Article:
Ozu’s famed Floating Weeds, a remake of his A Story of Floating Weeds (1934) is a careful examination of past choices and present missteps. It is also one of Ozu’s more confrontational pieces in a career built upon quiet desperation and resignation. And yet, there are the ever-present joys of watching an Ozu film: the un-rushed narrative focus, the quiet/still scenes of empty rooms, the geometric interplay of the interior sets, the rich atmosphere and the underplayed acting from the entire cast which allows the determined resolve of the story to play out truthfully, without overstatement.
Floating Weeds concerns the story of a theatre troupe coming to a small coastal town. We find out that the lead actor and owner of the troupe, Komajuro (Ganjiro Nakamura) has a connection to this town and that he has come here to visit his son and former lover Oyoshi (Haruko Sugimura). However the young man, Kiyoshi, believes that Komajuro is his uncle as he has been told. When Kiyoshi was born, the man didn’t want the boy to know that his father was an itinerant actor, so the secret has always been kept and the boy was led to believe that his father died. Things go smoothly until an actress in the troupe named Sumiko (Machiko Kyo) gets suspicious of Komajuro's intentions in the town and begins to meddle in the delicate family lie that the man has created for himself.
There is a particular scene in this film where the plot begins to thicken, tension begins to build, and we realize that conflict has come to Komajuro's carefully calculated life and everything is about to go wrong. There is a rain storm that comes and as it’s captured by the camera, there is a deep cleansing sensation afforded to the film. We are allowed to watch the rain. We see the rain through windows, and from different angles as it falls on flowers in the courtyard, as it falls into the street etc. There’s also a terrifically staged sequence where Komajuro and Sumiko are opposite the street from each other under the eaves of the house and rain dividing them both. It’s as if the rain has washed away the protective “cover” that the man has created for himself and has exposed his lie metaphorically.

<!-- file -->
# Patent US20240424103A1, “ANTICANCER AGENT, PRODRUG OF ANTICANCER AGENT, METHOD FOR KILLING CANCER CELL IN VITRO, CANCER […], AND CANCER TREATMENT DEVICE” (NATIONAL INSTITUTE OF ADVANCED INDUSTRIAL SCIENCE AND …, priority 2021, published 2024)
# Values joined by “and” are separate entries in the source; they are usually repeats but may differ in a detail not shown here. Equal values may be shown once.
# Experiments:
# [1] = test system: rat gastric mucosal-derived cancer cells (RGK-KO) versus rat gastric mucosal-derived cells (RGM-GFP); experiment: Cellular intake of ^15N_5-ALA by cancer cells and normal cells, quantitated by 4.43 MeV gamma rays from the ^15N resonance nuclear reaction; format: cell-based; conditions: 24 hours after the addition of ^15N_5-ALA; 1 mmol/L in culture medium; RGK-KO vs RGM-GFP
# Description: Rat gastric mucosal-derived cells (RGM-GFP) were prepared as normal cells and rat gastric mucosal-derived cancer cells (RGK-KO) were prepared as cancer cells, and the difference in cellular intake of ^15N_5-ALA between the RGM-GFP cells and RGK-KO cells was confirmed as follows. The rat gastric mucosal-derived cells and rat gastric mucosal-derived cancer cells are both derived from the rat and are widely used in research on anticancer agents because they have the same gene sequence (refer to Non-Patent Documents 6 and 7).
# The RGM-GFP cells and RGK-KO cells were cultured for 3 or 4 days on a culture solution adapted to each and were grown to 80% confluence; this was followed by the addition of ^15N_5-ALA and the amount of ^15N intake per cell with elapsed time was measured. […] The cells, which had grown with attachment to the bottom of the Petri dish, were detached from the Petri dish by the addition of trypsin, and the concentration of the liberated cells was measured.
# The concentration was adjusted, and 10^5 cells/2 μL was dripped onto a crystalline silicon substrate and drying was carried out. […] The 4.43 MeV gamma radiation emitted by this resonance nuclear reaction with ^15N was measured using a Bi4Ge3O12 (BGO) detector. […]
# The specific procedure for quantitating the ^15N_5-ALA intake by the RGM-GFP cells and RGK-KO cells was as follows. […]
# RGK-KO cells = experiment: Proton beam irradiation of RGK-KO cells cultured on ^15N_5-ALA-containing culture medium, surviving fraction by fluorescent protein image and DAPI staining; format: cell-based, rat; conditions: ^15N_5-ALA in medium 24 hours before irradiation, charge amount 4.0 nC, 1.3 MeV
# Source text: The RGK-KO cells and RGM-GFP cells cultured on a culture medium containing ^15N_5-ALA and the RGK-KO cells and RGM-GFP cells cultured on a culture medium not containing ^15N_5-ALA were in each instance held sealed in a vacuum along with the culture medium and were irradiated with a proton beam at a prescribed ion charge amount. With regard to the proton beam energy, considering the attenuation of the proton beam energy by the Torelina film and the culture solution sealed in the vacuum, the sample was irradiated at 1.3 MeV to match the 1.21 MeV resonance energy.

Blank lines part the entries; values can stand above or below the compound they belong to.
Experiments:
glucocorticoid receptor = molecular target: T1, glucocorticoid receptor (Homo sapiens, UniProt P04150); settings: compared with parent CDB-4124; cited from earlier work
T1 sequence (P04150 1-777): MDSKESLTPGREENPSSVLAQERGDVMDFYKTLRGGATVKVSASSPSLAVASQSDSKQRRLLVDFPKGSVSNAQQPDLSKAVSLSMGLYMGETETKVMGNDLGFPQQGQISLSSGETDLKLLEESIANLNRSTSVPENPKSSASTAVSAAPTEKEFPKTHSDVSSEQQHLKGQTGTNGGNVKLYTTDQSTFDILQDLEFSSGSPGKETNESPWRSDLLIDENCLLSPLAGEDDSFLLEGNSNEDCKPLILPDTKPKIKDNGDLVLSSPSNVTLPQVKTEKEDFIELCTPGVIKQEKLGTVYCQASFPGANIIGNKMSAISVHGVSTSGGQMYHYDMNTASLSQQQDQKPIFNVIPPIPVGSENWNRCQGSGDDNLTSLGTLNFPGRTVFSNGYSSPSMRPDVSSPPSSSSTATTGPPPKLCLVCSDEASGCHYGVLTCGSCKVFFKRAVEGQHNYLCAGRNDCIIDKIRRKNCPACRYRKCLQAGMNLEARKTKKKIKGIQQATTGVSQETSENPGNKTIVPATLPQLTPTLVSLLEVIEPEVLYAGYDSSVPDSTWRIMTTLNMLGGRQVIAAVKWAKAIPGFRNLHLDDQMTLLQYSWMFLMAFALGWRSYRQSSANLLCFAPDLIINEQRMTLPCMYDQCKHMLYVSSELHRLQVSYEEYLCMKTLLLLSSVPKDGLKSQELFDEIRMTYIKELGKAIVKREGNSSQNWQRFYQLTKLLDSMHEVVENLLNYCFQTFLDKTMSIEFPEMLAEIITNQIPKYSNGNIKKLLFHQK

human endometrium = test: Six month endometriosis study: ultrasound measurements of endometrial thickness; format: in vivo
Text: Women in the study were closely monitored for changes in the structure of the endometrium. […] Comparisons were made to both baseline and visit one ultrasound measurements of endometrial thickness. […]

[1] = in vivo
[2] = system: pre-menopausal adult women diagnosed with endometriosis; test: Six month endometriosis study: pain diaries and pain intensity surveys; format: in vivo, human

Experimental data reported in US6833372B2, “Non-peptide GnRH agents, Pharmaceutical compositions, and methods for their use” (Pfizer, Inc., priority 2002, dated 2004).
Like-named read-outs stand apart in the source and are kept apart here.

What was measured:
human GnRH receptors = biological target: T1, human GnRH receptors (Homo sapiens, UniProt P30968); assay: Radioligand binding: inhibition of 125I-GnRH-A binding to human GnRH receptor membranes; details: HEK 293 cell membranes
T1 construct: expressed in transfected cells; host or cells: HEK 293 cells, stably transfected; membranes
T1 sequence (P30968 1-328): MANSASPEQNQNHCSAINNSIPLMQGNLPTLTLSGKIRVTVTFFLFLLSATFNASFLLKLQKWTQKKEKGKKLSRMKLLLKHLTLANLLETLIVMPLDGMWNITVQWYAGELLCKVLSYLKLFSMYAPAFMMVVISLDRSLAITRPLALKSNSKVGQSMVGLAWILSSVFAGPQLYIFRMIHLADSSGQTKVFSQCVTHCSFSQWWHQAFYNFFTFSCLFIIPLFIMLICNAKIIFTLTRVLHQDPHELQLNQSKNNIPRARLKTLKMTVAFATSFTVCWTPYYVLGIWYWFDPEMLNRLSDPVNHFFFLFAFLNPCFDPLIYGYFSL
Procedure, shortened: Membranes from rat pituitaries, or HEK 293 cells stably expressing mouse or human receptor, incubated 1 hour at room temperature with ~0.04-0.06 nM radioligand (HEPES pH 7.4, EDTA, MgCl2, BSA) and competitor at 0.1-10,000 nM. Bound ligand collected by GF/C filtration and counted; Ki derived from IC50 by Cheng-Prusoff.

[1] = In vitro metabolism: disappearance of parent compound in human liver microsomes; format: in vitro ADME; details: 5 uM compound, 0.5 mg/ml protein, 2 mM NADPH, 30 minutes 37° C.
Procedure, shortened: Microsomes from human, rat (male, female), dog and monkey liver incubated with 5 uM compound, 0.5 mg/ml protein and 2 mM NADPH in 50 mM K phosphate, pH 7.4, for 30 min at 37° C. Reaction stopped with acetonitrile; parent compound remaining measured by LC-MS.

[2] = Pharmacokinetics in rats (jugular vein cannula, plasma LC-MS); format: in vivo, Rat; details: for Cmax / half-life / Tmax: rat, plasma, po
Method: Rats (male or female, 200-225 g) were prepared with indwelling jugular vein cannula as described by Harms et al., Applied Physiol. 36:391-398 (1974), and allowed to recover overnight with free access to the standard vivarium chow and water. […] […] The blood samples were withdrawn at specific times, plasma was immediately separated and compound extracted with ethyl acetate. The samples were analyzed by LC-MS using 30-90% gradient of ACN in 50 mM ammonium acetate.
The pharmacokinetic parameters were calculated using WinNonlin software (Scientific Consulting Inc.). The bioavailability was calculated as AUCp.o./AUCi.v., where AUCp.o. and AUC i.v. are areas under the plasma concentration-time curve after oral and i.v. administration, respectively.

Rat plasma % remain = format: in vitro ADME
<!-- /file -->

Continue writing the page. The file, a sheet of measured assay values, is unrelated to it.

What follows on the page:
What I love best about this film is the way Ozu pulls you into the drama through the actors and the atmosphere. There tends to be a bit more confrontation, especially in the final 1/3 of the movie, than is usually commonplace in Ozu's films, where the conflict often plays out internally within the minds of the characters. Here, people grab one another, they strike each other, they twist each other’s arms. Additionally, the use of the summertime heat……people fanning themselves, the sound of the droning cicadas, the lazy summer afternoons at the beach, provide a thick atmosphere. Ozu’s use of the acting troupe also reflects a heightened state of dramatic effect, with the use of the costumes and the make-up providing a double-dose of cinematic drama. This is one of my favorite Ozu films and it’s fantastically written, shot, acted (particularly by Nakamura and Kyo), and directed. There is not a false step in this magnificent film.